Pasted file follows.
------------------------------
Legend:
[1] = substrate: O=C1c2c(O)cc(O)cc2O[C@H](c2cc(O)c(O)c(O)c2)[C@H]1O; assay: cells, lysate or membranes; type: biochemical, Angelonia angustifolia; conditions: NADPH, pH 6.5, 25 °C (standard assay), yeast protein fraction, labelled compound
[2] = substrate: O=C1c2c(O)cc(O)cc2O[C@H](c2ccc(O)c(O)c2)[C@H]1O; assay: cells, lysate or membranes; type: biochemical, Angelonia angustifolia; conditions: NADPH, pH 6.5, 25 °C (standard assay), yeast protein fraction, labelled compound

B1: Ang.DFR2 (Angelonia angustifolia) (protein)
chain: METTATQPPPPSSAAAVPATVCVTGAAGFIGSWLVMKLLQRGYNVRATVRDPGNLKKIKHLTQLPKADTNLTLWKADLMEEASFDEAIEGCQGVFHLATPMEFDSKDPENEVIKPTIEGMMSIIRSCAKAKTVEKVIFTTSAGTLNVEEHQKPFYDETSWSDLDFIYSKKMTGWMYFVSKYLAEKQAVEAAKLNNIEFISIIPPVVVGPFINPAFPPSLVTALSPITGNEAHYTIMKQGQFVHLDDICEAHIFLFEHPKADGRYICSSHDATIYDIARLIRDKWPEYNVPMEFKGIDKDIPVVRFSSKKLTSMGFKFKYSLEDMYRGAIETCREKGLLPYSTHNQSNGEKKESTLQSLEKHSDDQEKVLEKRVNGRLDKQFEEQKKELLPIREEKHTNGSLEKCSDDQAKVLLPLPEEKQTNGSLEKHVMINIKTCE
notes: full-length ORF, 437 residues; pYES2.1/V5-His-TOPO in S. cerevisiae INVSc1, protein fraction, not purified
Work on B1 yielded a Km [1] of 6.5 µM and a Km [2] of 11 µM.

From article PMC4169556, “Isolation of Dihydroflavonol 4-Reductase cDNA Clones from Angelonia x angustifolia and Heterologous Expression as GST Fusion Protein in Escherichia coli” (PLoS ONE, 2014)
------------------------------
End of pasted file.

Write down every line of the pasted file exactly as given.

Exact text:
Legend:
[1] = substrate: O=C1c2c(O)cc(O)cc2O[C@H](c2cc(O)c(O)c(O)c2)[C@H]1O; assay: cells, lysate or membranes; type: biochemical, Angelonia angustifolia; conditions: NADPH, pH 6.5, 25 °C (standard assay), yeast protein fraction, labelled compound
[2] = substrate: O=C1c2c(O)cc(O)cc2O[C@H](c2ccc(O)c(O)c2)[C@H]1O; assay: cells, lysate or membranes; type: biochemical, Angelonia angustifolia; conditions: NADPH, pH 6.5, 25 °C (standard assay), yeast protein fraction, labelled compound

B1: Ang.DFR2 (Angelonia angustifolia) (protein)
chain: METTATQPPPPSSAAAVPATVCVTGAAGFIGSWLVMKLLQRGYNVRATVRDPGNLKKIKHLTQLPKADTNLTLWKADLMEEASFDEAIEGCQGVFHLATPMEFDSKDPENEVIKPTIEGMMSIIRSCAKAKTVEKVIFTTSAGTLNVEEHQKPFYDETSWSDLDFIYSKKMTGWMYFVSKYLAEKQAVEAAKLNNIEFISIIPPVVVGPFINPAFPPSLVTALSPITGNEAHYTIMKQGQFVHLDDICEAHIFLFEHPKADGRYICSSHDATIYDIARLIRDKWPEYNVPMEFKGIDKDIPVVRFSSKKLTSMGFKFKYSLEDMYRGAIETCREKGLLPYSTHNQSNGEKKESTLQSLEKHSDDQEKVLEKRVNGRLDKQFEEQKKELLPIREEKHTNGSLEKCSDDQAKVLLPLPEEKQTNGSLEKHVMINIKTCE
notes: full-length ORF, 437 residues; pYES2.1/V5-His-TOPO in S. cerevisiae INVSc1, protein fraction, not purified
Work on B1 yielded a Km [1] of 6.5 µM and a Km [2] of 11 µM.

From article PMC4169556, “Isolation of Dihydroflavonol 4-Reductase cDNA Clones from Angelonia x angustifolia and Heterologous Expression as GST Fusion Protein in Escherichia coli” (PLoS ONE, 2014)